Food Procurement and Distribution – PDS & NFSA, Shanta Kumar Committee, FCI restructuring, Buffer stock, etc.

[op-ed snap] Steps to stop the rot: on dangers of storing foodgrains in the open

Note4students

Mains Paper 3: Agriculture | Public Distribution System – objectives, functioning, limitations, revamping; issues of buffer stocks & food security

From UPSC perspective, the following things are important:

Prelims level: PDS system, Food Corporation of India

Mains level: Foodgrain storage practices in India & how it leads to huge wastage of foodgrains


Context

Storage of foodgrains inefficient

  1. Most grain in India, which is procured from farmers by the government, is stored using the CAP, or cover and plinth method
  2. The agencies build a cement plinth and pile up foodgrains in bags and then cover all this with a tarpaulin
  3. India stores about 30.52 million tonnes of rice, wheat, maize, gram and sorghum in such structures at the Food Corporation of India godowns and hired spaces
  4. It is estimated that there is a 10% loss of harvested grain, of which 6% (around 1,800,000 tonnes) is lost in storage
  5. This means that the grain is so damp and fungus-ridden that it cannot be ground and passed on to the public for consumption

Effects of eating mouldy grains

  1. Eating mouldy grain causes a variety of illnesses
  2. According to a World Health Organisation paper, mycotoxins, which are found in mouldy grain/foods, are associated with human disease and produce aflatoxins (cancer-causing), trichothecenes, ochratoxins, citrinin and other toxins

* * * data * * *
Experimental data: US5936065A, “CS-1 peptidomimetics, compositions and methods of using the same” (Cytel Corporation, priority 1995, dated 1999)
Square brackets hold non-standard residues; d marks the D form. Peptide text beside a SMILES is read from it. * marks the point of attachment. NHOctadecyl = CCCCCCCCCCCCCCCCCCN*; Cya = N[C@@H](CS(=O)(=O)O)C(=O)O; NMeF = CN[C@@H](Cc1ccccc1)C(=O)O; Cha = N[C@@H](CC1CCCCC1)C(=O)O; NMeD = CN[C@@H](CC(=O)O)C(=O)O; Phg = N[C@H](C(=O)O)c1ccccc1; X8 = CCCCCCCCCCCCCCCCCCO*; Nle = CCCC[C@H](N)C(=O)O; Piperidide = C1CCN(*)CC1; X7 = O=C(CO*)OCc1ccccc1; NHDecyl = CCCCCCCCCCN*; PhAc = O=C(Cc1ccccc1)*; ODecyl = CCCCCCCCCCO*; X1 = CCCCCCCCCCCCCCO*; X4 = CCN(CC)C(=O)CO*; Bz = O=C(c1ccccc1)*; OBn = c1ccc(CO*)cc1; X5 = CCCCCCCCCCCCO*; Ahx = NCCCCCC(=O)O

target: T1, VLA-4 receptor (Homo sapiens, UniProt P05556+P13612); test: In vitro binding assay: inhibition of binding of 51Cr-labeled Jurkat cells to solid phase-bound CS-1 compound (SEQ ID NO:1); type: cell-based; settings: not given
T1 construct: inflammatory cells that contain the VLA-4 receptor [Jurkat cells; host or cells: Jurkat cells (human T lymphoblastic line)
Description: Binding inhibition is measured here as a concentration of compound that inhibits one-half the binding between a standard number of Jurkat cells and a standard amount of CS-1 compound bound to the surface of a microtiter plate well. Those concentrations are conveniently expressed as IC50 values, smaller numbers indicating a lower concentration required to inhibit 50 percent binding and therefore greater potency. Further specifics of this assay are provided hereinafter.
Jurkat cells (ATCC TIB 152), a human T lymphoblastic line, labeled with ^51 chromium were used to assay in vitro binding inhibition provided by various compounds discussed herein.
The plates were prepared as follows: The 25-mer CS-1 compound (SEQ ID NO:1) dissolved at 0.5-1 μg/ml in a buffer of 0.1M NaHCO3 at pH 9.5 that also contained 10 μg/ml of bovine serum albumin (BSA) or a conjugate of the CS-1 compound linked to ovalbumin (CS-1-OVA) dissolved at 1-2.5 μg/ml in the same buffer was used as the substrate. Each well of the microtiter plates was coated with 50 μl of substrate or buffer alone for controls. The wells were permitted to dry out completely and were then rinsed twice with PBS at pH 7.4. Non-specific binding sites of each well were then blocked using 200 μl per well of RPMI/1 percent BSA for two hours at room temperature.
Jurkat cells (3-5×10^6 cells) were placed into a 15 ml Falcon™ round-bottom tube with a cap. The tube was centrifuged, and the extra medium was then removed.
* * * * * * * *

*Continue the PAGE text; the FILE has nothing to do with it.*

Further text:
3. Aflatoxicosis causes abdominal pain, vomiting, hepatitis and (sometimes) death after acute exposure to high concentrations in food
  4. Chronic low dose exposure to aflatoxin can result in impaired growth in children

International storage practices

  1. In other parts of the world, grain is stored in silos
  2. Here, stored grain is kept dry and aired so as to prevent fungal and insect attacks
  3. The U.S. has a permanent storage capacity nearly equivalent to its annual grain production

Status of storage in India

  1. In India, the government has considered only four silos to be sufficient for the nation’s needs — one each in Kolkata, Chennai, Mumbai and Hapur-Ghaziabad
  2. The remainder of government-procured grain is stored in shoddy conditions
  3. In order to export basmati rice, Punjab has, in a public-private partnership, built modern, temperature-controlled grain silos with a storage capacity of 50,000 tonnes — but this is not for the Indian market

Way Forward

  1. Even though foodgrain production has been encouraged and increased, there need to be efforts to ensure that grain being procured annually is stored properly
  2. There is now an abundance of steel, cement and other building materials, money and the technological know-how
  3. The government should move on a war footing to store food grains in the proper manner
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